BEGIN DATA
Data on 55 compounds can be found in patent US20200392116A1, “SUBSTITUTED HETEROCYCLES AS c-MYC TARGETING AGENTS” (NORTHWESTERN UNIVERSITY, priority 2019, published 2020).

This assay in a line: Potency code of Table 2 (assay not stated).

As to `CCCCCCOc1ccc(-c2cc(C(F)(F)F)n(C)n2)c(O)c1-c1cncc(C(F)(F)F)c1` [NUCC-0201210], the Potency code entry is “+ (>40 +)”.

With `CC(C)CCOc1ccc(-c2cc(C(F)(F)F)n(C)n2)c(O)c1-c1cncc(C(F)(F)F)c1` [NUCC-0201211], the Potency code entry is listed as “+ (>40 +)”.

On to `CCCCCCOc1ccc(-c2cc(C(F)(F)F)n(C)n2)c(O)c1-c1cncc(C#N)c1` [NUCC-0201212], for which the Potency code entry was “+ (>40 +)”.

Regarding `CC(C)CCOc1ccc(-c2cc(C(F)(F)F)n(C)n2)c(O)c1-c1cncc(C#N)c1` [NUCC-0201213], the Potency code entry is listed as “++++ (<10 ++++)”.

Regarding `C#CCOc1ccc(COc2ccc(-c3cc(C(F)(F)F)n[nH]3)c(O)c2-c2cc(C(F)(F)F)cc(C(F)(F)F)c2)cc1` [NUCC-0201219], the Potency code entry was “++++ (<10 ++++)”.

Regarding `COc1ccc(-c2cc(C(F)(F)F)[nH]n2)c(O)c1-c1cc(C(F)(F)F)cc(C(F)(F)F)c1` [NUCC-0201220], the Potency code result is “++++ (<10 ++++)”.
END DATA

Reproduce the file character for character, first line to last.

Data on 55 compounds can be found in patent US20200392116A1, “SUBSTITUTED HETEROCYCLES AS c-MYC TARGETING AGENTS” (NORTHWESTERN UNIVERSITY, priority 2019, published 2020).

This assay in a line: Potency code of Table 2 (assay not stated).

As to `CCCCCCOc1ccc(-c2cc(C(F)(F)F)n(C)n2)c(O)c1-c1cncc(C(F)(F)F)c1` [NUCC-0201210], the Potency code entry is “+ (>40 +)”.

With `CC(C)CCOc1ccc(-c2cc(C(F)(F)F)n(C)n2)c(O)c1-c1cncc(C(F)(F)F)c1` [NUCC-0201211], the Potency code entry is listed as “+ (>40 +)”.

On to `CCCCCCOc1ccc(-c2cc(C(F)(F)F)n(C)n2)c(O)c1-c1cncc(C#N)c1` [NUCC-0201212], for which the Potency code entry was “+ (>40 +)”.

Regarding `CC(C)CCOc1ccc(-c2cc(C(F)(F)F)n(C)n2)c(O)c1-c1cncc(C#N)c1` [NUCC-0201213], the Potency code entry is listed as “++++ (<10 ++++)”.

Regarding `C#CCOc1ccc(COc2ccc(-c3cc(C(F)(F)F)n[nH]3)c(O)c2-c2cc(C(F)(F)F)cc(C(F)(F)F)c2)cc1` [NUCC-0201219], the Potency code entry was “++++ (<10 ++++)”.

Regarding `COc1ccc(-c2cc(C(F)(F)F)[nH]n2)c(O)c1-c1cc(C(F)(F)F)cc(C(F)(F)F)c1` [NUCC-0201220], the Potency code result is “++++ (<10 ++++)”.